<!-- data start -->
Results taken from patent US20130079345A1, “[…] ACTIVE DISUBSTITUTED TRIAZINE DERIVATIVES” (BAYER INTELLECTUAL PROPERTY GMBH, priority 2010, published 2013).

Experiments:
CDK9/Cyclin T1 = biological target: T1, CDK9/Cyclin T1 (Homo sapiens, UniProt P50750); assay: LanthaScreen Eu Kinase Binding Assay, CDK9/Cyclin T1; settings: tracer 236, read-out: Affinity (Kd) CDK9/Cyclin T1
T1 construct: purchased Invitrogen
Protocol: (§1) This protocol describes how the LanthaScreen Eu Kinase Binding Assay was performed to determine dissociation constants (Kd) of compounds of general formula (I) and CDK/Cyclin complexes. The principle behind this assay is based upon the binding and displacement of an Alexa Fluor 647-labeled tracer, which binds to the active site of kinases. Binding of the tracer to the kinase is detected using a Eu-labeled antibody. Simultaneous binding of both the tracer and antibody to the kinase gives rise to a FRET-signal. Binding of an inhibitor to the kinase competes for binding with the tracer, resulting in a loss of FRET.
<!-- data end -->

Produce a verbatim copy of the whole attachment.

Results taken from patent US20130079345A1, “[…] ACTIVE DISUBSTITUTED TRIAZINE DERIVATIVES” (BAYER INTELLECTUAL PROPERTY GMBH, priority 2010, published 2013).

Experiments:
CDK9/Cyclin T1 = biological target: T1, CDK9/Cyclin T1 (Homo sapiens, UniProt P50750); assay: LanthaScreen Eu Kinase Binding Assay, CDK9/Cyclin T1; settings: tracer 236, read-out: Affinity (Kd) CDK9/Cyclin T1
T1 construct: purchased Invitrogen
Protocol: (§1) This protocol describes how the LanthaScreen Eu Kinase Binding Assay was performed to determine dissociation constants (Kd) of compounds of general formula (I) and CDK/Cyclin complexes. The principle behind this assay is based upon the binding and displacement of an Alexa Fluor 647-labeled tracer, which binds to the active site of kinases. Binding of the tracer to the kinase is detected using a Eu-labeled antibody. Simultaneous binding of both the tracer and antibody to the kinase gives rise to a FRET-signal. Binding of an inhibitor to the kinase competes for binding with the tracer, resulting in a loss of FRET.